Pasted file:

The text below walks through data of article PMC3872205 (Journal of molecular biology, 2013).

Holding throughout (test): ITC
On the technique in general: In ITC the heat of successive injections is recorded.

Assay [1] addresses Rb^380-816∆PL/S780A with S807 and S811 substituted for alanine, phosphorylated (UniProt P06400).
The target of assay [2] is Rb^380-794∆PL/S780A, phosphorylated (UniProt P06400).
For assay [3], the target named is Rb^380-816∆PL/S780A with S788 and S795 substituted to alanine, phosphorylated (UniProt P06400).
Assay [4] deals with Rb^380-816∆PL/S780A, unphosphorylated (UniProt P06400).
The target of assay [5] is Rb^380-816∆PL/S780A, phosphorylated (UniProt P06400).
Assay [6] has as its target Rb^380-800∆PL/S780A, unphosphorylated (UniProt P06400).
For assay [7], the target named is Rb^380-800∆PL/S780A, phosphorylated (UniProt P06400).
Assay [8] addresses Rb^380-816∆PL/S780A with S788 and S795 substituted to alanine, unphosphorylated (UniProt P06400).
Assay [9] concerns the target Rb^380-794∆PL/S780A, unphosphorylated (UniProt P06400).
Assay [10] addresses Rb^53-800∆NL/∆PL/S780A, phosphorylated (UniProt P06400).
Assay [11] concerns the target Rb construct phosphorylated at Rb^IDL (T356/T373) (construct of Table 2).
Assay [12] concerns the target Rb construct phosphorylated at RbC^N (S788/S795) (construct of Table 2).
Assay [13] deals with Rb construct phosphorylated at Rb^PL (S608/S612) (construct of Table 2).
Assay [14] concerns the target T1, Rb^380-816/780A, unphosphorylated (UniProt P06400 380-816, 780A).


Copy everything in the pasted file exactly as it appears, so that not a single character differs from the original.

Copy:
The text below walks through data of article PMC3872205 (Journal of molecular biology, 2013).

Holding throughout (test): ITC
On the technique in general: In ITC the heat of successive injections is recorded.

Assay [1] addresses Rb^380-816∆PL/S780A with S807 and S811 substituted for alanine, phosphorylated (UniProt P06400).
The target of assay [2] is Rb^380-794∆PL/S780A, phosphorylated (UniProt P06400).
For assay [3], the target named is Rb^380-816∆PL/S780A with S788 and S795 substituted to alanine, phosphorylated (UniProt P06400).
Assay [4] deals with Rb^380-816∆PL/S780A, unphosphorylated (UniProt P06400).
The target of assay [5] is Rb^380-816∆PL/S780A, phosphorylated (UniProt P06400).
Assay [6] has as its target Rb^380-800∆PL/S780A, unphosphorylated (UniProt P06400).
For assay [7], the target named is Rb^380-800∆PL/S780A, phosphorylated (UniProt P06400).
Assay [8] addresses Rb^380-816∆PL/S780A with S788 and S795 substituted to alanine, unphosphorylated (UniProt P06400).
Assay [9] concerns the target Rb^380-794∆PL/S780A, unphosphorylated (UniProt P06400).
Assay [10] addresses Rb^53-800∆NL/∆PL/S780A, phosphorylated (UniProt P06400).
Assay [11] concerns the target Rb construct phosphorylated at Rb^IDL (T356/T373) (construct of Table 2).
Assay [12] concerns the target Rb construct phosphorylated at RbC^N (S788/S795) (construct of Table 2).
Assay [13] deals with Rb construct phosphorylated at Rb^PL (S608/S612) (construct of Table 2).
Assay [14] concerns the target T1, Rb^380-816/780A, unphosphorylated (UniProt P06400 380-816, 780A).